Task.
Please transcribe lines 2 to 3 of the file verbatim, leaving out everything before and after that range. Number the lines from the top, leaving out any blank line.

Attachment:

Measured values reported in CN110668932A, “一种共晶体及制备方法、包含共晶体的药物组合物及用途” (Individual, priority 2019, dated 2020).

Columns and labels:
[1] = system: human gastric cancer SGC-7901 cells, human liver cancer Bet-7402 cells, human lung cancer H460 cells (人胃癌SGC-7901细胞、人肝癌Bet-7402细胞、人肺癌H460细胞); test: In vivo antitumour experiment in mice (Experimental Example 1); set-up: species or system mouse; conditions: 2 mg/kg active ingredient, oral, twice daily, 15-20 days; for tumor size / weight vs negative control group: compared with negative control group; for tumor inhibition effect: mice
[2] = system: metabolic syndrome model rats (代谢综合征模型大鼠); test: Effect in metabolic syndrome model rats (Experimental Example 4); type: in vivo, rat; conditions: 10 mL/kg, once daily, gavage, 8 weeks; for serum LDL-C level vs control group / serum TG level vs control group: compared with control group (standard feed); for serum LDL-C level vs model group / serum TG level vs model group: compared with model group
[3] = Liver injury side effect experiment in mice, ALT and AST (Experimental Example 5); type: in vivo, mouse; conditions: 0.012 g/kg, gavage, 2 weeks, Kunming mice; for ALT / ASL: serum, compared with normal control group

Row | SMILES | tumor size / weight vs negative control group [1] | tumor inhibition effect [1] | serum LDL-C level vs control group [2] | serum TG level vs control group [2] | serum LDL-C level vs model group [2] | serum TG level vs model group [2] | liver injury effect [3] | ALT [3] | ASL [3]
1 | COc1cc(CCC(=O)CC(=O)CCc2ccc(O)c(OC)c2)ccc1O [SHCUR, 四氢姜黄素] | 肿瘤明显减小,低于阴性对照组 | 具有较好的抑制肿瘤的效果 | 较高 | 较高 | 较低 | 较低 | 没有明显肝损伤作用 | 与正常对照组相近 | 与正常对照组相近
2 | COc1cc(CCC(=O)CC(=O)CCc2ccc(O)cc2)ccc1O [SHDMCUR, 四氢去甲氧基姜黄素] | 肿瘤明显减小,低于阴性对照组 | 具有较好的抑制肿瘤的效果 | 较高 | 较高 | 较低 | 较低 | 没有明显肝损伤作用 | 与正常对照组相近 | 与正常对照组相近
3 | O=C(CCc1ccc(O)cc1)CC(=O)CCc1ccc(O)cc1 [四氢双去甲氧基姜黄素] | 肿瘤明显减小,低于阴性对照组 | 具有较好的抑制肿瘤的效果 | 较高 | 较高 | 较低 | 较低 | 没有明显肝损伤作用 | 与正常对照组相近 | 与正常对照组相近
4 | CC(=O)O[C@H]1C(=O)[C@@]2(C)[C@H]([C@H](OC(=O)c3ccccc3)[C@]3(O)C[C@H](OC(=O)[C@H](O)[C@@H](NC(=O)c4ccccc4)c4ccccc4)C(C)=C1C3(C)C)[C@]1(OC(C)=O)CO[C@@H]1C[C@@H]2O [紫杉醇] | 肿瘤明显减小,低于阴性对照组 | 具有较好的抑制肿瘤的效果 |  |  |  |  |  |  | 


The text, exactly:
Columns and labels:
[1] = system: human gastric cancer SGC-7901 cells, human liver cancer Bet-7402 cells, human lung cancer H460 cells (人胃癌SGC-7901细胞、人肝癌Bet-7402细胞、人肺癌H460细胞); test: In vivo antitumour experiment in mice (Experimental Example 1); set-up: species or system mouse; conditions: 2 mg/kg active ingredient, oral, twice daily, 15-20 days; for tumor size / weight vs negative control group: compared with negative control group; for tumor inhibition effect: mice